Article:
It might do well for APA At American to consider that Scenario. "Teasing Tigers with one hand might leave you SHORT that hand when you need it. to choke the Chicken"
The FAA is the ONLY arbiter of airworthiness that I Care about, Because when I'm On duty I am the Arbiter of airworthiness for the Company anf Fleet I'm working , and whether any Pilot agrees or Disagrees Is of little or NO concern to me .
And?? Their concerns used TO Matter to me. until they Abused that Privilege.
That's the Capital that APA at American is presently Wasting . And once they Use it UP?? It's going to be a cold day in HELL before they regain it. It should be a Partnership amongst us. But if you refuse to be a reputable Partner?
Bad DEAL!!
 
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RE: Crandall Responds To AA Pilot...Excellent

Thu Sep 27, 2012 8:37 am

Quoting Bobloblaw (Reply 8):
AA is not EA. EA never made money in deregulation

Check your facts; EA posted strong earnings in 1979, and the year prior to the union forcing Borman's hand in the sale to Texas Air, EA was also profitable in 1985.

Having said that, the situation at AA is very similar to the one at EA; the pilots have the ability to help the airline survive and thrive, or let their emotions get the better of them and take the whole company down as they stage unproductive work actions.

I hope the AA pilots wise up and don't allow history to repeat itself.

[Edited 2012-09-27 01:39:35]

[Edited 2012-09-27 01:43:17]
"In this present crisis, government is not the solution to our problem - government IS the problem." - Ronald Reagan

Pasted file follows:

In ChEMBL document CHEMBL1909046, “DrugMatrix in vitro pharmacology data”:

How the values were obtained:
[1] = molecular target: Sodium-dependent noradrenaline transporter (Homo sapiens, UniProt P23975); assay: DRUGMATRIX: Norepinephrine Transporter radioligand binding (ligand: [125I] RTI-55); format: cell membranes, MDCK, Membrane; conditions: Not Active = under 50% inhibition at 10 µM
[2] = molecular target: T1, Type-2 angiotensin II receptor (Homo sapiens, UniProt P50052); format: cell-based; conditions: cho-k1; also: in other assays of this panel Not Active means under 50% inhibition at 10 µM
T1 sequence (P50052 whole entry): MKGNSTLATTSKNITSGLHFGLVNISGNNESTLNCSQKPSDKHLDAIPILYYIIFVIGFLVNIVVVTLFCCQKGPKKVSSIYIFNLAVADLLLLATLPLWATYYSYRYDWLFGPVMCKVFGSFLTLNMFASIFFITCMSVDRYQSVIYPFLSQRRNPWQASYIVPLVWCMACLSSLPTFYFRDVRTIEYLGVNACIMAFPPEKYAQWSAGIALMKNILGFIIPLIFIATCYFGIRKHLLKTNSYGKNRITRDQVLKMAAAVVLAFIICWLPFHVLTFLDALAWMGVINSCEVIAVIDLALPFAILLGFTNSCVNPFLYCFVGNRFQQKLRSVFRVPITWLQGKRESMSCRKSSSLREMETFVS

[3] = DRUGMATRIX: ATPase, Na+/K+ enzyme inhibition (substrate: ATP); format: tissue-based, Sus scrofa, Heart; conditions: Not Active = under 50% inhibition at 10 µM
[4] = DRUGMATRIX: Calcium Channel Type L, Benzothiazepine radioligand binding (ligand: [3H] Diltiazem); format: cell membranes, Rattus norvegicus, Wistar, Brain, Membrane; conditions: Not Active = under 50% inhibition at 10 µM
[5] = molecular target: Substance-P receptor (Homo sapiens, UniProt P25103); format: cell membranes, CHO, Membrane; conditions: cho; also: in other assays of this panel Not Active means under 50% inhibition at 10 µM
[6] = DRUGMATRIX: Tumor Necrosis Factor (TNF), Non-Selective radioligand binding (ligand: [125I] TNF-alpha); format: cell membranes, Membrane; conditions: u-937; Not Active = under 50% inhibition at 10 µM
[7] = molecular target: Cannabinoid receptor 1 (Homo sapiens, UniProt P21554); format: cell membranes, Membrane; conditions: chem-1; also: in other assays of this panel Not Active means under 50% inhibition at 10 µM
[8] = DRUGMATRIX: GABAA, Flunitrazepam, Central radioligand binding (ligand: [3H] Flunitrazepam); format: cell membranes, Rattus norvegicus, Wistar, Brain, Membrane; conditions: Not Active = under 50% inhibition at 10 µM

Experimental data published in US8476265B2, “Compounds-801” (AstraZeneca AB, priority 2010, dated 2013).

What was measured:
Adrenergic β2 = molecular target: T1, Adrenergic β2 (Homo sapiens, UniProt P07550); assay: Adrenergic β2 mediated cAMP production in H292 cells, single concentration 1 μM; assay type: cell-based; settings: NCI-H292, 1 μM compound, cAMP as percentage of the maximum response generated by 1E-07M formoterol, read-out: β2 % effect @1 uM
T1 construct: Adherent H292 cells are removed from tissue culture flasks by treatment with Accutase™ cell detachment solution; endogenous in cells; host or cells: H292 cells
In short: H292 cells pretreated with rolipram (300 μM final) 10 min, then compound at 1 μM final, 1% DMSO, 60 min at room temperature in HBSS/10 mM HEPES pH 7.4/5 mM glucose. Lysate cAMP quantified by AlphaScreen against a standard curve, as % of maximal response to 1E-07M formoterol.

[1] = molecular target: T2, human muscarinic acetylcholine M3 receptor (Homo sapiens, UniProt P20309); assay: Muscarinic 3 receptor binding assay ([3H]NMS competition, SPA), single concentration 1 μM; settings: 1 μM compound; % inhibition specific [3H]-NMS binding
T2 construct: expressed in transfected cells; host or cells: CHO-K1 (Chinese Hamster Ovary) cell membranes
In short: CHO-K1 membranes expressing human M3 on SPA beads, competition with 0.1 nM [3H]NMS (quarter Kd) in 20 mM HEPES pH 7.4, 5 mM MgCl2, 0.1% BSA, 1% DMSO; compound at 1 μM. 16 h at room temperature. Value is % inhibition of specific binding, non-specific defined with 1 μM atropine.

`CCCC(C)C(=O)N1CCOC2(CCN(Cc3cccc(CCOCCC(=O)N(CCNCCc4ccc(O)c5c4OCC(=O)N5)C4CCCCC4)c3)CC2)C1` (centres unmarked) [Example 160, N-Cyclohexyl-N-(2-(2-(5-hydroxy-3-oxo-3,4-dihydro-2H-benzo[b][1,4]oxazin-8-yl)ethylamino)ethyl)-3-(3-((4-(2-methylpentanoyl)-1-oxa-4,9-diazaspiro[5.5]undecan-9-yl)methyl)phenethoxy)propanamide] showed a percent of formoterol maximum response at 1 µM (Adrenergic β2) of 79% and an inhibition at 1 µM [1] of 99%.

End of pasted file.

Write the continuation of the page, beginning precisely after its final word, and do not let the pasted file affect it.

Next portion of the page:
Comments made here are my own and are not intended to represent the official position of Alaska Air Group
 
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RE: Crandall Responds To AA Pilot...Excellent

Thu Sep 27, 2012 8:58 am

Quoting Max Q (Reply 35):
Crandall's letter was a typical, long winded self serving management response.

  

Sorry, but Bob Crandall was spot-on in his assessment of things; he acknowledged that all employees deserve respect and courtesy and that the pilots are an integral part of the company, but didn't hesitate to point out that management, despite what any one work group thinks, is the sole group of employees empowered by the stockholders to make strategic decisions about the direction of the company.

Have all those decisions been bad? Some have, yes. But again, the BOD, elected by the stockholders, put management in charge. Not pilots. Not flight attendants. Not CSAs, res agents, mechanics or rampers. MANAGEMENT.
"In this present crisis, government is not the solution to our problem - government IS the problem." - Ronald Reagan

Comments made here are my own and are not intended to represent the official position of Alaska Air Group
 
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usdcaguy
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RE: Crandall Responds To AA Pilot...Excellent

Thu Sep 27, 2012 10:04 am

What irks me about Crandall's letter is that he states the following:

"Since the decisions being made are very important, and will impact every employee, their (management's) opinions should be given careful consideration...Management should listen carefully, but employees need to understand that it’s management’s job to decide and that acting in ways intended to undercut management’s role can only be counter-productive."

Yes, Daddy.

So, basically, because management's decisions are important and affect the employees, one should defer to them? I don't agree. The entire point of a collective bargaining agreement is that two parties have come to the table to negotiate something. That means they both have power. There is no reason in the world why management should be made out to be the "good guys"; they can and will make decisions that may harm the employee if nobody is looking out for the employees. I strongly recommend that AA's rank and file tread carefully around such comments; they're very common, especially in a day and age when people love to say "Shut up. You're lucky to have a job". There is NEVER a reason to sacrifice the benefits of organized labor just because you're scared to lose your job.